HK protests: student accused of hurling bricks at police acquitted of riot charge

04-Jun-2020 Intellasia | South China Morning Post | 6:02 AM Print This Post

A Hong Kong student accused of hurling bricks at police during last year’s October 1 National Day protest has been acquitted of a riot charge, the city’s first such verdict since anti-government demonstrations first rocked the city last June.

Lam Tsz-ho, 19, was found not guilty of rioting after District Judge Sham Siu-man accepted a recording of the events downloaded from instant messaging app Telegram, which cast doubt on the two officers’ testimony the entirety of the prosecution’s case.

The judge also questioned why police failed to obtain surveillance camera footage from a nearby school and said he believed officers had not told the truth when asked to explain a head injury Lam sustained during his arrest.

“The court cannot accept the officers’ account of the events with ease,” Sham said.

Lam threw his head back and let out an audible sigh of relief upon hearing the verdict, while the public gallery erupted into applause.

Lam’s riot trial was the second since mass protests erupted in Hong Kong over the now-withdrawn extradition bill, resulting in more than 8,300 arrests.

According to police figures, at least 595 people have been charged with the offence, which is punishable by 10 years’ imprisonment.

The District Court heard Lam was arrested for unlawful assembly on October 1, when more than 100 protesters gathered in Wong Tai Sin, near the disciplined services quarters where officers and their families live.

Two officers testified they saw Lam emerge from the protesters’ umbrella formation and hurl bricks at police.

They said Lam was recognisable because he did not wear a helmet, and that they caught him after a brief chase of under 20 seconds, during which time he had their entire focus.

Lam was arrested and sent to Queen Elisabeth Hospital that evening with abrasions on his limbs and a head injury involving a 4cm (1.6-inch) gash that required stitches.

The prosecution has failed to prove the case beyond a reasonable doubt

Sham Siu-man, district judge

His clothes, which included a black T-shirt, black pants and black shoes, were seized as evidence along with a mask, a pair of goggles and gloves he had been wearing.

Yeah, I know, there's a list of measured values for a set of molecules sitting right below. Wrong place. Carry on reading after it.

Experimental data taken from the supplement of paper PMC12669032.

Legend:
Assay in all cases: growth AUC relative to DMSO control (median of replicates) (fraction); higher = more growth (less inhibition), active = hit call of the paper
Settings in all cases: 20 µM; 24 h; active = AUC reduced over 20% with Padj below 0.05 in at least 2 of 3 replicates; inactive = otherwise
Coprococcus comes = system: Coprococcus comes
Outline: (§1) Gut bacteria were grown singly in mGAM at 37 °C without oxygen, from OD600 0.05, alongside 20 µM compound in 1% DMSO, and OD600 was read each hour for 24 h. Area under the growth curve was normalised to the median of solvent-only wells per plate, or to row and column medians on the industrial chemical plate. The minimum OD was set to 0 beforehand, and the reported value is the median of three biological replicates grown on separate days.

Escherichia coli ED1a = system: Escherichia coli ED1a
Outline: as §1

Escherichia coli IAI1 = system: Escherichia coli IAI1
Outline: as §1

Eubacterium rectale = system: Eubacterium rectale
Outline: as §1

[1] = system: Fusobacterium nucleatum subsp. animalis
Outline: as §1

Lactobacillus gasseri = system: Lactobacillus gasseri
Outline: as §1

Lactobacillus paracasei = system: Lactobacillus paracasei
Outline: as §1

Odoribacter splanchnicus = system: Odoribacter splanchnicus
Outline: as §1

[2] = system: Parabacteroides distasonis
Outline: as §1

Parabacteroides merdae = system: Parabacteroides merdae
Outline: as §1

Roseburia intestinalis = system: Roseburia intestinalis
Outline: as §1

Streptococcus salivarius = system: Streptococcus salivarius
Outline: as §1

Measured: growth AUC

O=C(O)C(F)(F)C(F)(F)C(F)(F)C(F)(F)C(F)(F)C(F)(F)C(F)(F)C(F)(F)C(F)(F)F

But defence counsel Steven Kwan argued it was possible that police had caught the wrong person given how chaotic the scene had been.

Kwan also presented a video downloaded by Lam’s classmate, which showed officers running around a fire engine during the clearance operation, and argued the vehicle would have blocked the officers’ line of sight as they chased his client.

The judge said the officers’ credibility was crucial to the case, given that prosecutors had no photos, videos or other evidence to support their case against a young man of clear record.

Yet one officer said he had no recollection of the vehicle, while the other denied there had been a fire engine.

Sham said the fire engine was a striking sight the officers must have noticed and that its presence negated a crucial element of the prosecution’s case as they claimed they had never lost sight of the man hurling bricks.

He also noted a third officer specifically tasked to gather surveillance camera footage from the scene had obtained none and could not explain why, despite acknowledging there were cameras at the entrance of a nearby school.

Without the officers’ testimonies, Sham said the court was left with a single image of Lam outside the school, wearing black and carrying gear, something which alone could not prove whether he was a participant or simply a passer-by.

“The prosecution has failed to prove the case beyond a reasonable doubt,” the judge concluded.


Category: Hong Kong

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